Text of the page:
Where do wine headaches come from?
One major cause is dehydration, i.e. lack of fluids. (Colloquially, the term "dehydration" is often used in this context, but this term is incorrect from a medical-technical point of view) Alcohol withdraws water from the human body. Without a sufficient amount of water, however, the metabolism cannot function, and the body's reaction to a lack of water and minerals is, among other things, headaches.
Another cause is the toxin Acetaldehyde. It is produced when alcohol is broken down in the human body by the enzyme group of alcohol dehydrogenases(ADH), which are found in the liver and in the digestive tract. Acetaldehyde is a precursor of alcohol and is therefore formed both during its build-up (during fermentation) and its breakdown. In the right concentration, it causes headaches, nausea and vomiting.
In addition, headaches after excessive wine consumption can be caused by Fusel oils can cause headaches after excessive wine consumption. These substances are by-products of fermentation and are converted into so-called accompanying alcohols (fusel alcohols), which in turn are toxic. Unlike ethanol, most of these alcohols are not produced from sugar, but from amino acids(proteins).
In the case of hypersensitivity or allergy to biogenic amines such as Histamine headaches after excessive wine consumption can also be caused by them. Biogenic amines are protein degradation products that can be formed during fermentation. Favouring factors for this are, for example, malolactic fermentation (biological acid degradation) or longer storage in wooden barrels. Since these two fermentation methods are used more often with red wines than with white wines, red wines have higher amine values than white wines. If the human body's degradation mechanism for histamine is disturbed, headaches can result from the ingestion of biogenic amines.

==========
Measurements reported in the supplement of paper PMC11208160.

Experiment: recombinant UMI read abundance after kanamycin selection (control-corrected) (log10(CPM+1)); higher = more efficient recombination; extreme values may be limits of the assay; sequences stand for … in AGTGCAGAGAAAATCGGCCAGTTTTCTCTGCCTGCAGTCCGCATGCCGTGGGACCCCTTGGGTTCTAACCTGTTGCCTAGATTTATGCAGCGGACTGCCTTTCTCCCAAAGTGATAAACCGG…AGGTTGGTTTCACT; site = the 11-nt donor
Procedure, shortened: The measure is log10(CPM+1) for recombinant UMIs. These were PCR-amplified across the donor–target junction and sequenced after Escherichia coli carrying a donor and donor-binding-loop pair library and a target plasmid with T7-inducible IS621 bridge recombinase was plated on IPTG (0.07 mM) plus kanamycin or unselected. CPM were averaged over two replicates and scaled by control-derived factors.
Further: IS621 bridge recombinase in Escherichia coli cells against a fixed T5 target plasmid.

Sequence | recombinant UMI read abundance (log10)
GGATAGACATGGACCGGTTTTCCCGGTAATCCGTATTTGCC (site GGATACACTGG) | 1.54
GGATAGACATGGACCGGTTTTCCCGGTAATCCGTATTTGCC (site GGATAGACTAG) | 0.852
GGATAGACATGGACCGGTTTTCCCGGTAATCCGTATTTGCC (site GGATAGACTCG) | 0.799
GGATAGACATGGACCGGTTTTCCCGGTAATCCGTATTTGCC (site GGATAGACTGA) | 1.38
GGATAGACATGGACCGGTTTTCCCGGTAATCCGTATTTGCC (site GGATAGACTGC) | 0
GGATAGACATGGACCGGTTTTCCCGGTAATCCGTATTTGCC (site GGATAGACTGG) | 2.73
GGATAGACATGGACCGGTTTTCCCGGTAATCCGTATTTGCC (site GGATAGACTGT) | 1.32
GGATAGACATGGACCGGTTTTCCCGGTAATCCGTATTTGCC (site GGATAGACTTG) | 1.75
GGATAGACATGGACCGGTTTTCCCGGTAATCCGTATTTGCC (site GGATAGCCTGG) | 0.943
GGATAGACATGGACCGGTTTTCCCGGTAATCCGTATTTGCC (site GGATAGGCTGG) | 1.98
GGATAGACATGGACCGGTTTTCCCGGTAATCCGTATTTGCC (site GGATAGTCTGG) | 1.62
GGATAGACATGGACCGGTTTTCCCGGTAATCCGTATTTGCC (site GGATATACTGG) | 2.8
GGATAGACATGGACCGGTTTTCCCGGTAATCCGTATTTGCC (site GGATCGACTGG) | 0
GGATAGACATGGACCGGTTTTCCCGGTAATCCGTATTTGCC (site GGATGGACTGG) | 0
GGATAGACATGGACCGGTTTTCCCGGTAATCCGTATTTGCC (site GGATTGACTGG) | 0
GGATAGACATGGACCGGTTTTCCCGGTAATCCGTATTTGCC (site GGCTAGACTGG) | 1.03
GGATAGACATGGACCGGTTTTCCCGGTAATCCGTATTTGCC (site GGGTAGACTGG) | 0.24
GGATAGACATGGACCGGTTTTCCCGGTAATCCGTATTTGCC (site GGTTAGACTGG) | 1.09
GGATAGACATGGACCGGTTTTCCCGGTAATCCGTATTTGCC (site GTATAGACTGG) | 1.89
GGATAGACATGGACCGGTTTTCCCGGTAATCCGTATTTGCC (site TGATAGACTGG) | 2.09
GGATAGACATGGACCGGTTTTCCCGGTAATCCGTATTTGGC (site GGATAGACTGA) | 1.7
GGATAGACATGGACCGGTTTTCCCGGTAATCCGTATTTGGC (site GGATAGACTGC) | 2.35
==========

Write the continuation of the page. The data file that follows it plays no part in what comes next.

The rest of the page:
The same applies in the case of hypersensitivity or allergy to Sulphites . The vast majority of wines contain sulphites because sulphur(sulphur dioxide) is added to them in the course of winemaking in order to protect them from spoilage and to preserve them. Sulphur prevents the influence of oxygen and micro-organisms on the must and on the wine. In sensitive people, sulphites can trigger asthma symptoms and/or headaches. However, most people can process sulphites within the permissible amounts without any adverse health effects; usually the body converts sulphites into sulphates and excretes them.
There are several ways to prevent headaches after excessive wine consumption - apart from moderate consumption:
- Since alcohol deprives the body of water and minerals, one should drink sufficient water, preferably mineral water, with the wine (not afterwards, although even then) - at least the same amount as wine, better twice as much.
- Fatty foods slow down the absorption of alcohol in the body. You should therefore always eat enough with wine.
- The simultaneous consumption of different alcoholic beverages (wine, beer, spirits) increases the risk of headaches and hangover symptoms. High-proof alcoholic beverages are particularly risky. It is therefore best not to drink in confusion, but to stick to wine and/or sparkling wine once you have started.
- To avoid headaches the next morning after a wine-fuelled evening, it helps to take a headache tablet (with plenty of water) before going to bed. Then the painkilling effect can already unfold as soon as the state of intoxication subsides and the breakdown of alcohol begins.